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Favorite Films: Chinatown (1974)

Jack Nicholson and Faye Dunaway in Roman Polanski’s Chinatown

Eddie Muller of the Turner Classic Movies (TCM) series Noir Alley thinks that Chinatown is the greatest film ever made about Los Angeles. I am inclined to agree with him. Last night, I saw it for the nth time and newly appreciated it for its dark beauty.

How is it that the ultimate film about L.A. was directed by a Pole? You might remember that five years earlier, Charlie Manson and his gang brutally murdered Polanski’s wife, Sharon Tate, who at the time was 8½ months pregnant. She was stabbed 16 times, killing herself and her unborn child. Polanski was away in Europe at the time working on a film project.

Roman Polanski Playing a Bit Part in His Film

So, yes, I think Polanski had an understanding of the dark side of Los Angeles, which came out in his film. In fact, it was Polanski who insisted that Faye Dunaway gets shot in the head at the end of the movie while attempting to escape her father and incestuous lover played by John Huston. Both the producer and scriptwriter wanted to have Dunaway shoot Huston at the end. Polanski disagreed, saying that his film was not an adventure for children.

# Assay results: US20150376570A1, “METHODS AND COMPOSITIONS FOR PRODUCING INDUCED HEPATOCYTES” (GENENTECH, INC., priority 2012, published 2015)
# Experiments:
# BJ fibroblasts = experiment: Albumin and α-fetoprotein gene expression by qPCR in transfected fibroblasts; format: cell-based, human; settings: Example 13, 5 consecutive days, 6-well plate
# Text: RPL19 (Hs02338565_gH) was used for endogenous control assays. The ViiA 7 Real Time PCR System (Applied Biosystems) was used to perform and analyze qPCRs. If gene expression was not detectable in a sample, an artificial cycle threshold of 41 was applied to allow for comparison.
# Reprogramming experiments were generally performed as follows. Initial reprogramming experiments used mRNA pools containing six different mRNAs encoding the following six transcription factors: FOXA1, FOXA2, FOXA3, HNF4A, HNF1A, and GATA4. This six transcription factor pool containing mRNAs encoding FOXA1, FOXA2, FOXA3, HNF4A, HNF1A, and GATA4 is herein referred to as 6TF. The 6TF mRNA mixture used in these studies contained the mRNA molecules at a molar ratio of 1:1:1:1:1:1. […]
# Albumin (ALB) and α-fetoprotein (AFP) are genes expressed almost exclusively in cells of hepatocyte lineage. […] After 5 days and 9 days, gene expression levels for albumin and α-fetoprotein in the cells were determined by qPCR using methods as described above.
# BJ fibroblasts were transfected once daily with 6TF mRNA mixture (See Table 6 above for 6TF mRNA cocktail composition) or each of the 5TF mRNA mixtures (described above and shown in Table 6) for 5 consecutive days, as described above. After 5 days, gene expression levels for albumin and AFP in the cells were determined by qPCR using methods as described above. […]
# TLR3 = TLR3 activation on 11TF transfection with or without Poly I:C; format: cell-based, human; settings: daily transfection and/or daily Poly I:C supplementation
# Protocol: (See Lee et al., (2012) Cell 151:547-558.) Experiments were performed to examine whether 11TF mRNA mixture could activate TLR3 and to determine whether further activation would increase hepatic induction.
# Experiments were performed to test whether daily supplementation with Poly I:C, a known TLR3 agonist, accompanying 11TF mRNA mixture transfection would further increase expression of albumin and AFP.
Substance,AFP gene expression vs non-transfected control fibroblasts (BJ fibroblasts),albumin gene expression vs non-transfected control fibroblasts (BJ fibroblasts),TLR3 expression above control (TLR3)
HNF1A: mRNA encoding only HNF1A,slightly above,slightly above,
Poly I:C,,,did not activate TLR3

Film is a collaborative art form. In consequence, there are so many ways a film can go wrong. This film didn’t. Even after decades, it comes across as fresh, interesting, and somber as it did 48 years ago when it premiered.

I even like the sequel, The Two Jakes (1990) directed by and starring Jack Nicholson.

An interesting side note: I knew the next-door neighbor to the Tate murder house on Cielo Drive. It was inhabited by Richard Anderson, a Hollywood actor who had a long and illustrious career and was also a delightful person.